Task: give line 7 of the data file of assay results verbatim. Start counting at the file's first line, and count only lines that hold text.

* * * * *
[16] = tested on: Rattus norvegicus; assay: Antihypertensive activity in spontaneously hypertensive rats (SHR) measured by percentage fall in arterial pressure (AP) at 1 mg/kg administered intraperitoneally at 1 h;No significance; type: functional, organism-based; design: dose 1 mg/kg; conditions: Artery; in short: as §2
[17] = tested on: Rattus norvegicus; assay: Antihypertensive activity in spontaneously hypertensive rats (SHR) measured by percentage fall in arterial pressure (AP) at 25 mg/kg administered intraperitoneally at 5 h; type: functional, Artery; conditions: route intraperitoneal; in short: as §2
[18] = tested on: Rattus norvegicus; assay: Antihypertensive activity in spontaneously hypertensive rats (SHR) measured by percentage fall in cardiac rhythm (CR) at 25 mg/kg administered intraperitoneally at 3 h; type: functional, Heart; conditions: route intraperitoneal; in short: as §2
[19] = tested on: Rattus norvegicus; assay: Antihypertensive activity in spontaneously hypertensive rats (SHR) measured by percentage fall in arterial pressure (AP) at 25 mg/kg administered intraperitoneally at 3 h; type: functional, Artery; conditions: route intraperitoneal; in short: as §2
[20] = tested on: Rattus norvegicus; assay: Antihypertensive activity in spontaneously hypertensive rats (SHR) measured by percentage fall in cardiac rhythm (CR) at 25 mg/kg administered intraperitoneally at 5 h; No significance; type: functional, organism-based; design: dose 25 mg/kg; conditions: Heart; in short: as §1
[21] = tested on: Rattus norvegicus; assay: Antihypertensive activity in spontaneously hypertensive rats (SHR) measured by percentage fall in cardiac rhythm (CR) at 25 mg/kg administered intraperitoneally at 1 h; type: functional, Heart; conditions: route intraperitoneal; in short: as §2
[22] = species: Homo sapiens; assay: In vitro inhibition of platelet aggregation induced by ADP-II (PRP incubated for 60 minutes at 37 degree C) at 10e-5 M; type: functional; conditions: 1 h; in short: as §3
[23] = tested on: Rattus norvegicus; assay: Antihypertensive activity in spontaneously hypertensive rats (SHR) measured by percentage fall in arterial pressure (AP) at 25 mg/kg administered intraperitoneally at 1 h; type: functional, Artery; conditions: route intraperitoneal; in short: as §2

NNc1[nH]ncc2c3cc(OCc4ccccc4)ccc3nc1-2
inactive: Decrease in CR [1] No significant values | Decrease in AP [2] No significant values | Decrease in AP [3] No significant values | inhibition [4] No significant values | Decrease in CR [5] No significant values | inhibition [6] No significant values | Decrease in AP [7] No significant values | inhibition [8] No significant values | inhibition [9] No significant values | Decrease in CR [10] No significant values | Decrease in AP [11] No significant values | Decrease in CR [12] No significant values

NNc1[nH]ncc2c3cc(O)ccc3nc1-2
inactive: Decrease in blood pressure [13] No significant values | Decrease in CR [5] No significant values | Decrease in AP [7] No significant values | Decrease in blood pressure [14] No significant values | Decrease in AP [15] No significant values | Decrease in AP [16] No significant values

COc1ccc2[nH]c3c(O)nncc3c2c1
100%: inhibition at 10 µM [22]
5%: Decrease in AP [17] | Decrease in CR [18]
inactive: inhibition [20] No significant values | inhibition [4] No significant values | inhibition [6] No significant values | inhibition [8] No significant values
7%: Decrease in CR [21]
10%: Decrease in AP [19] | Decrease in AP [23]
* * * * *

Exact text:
[22] = species: Homo sapiens; assay: In vitro inhibition of platelet aggregation induced by ADP-II (PRP incubated for 60 minutes at 37 degree C) at 10e-5 M; type: functional; conditions: 1 h; in short: as §3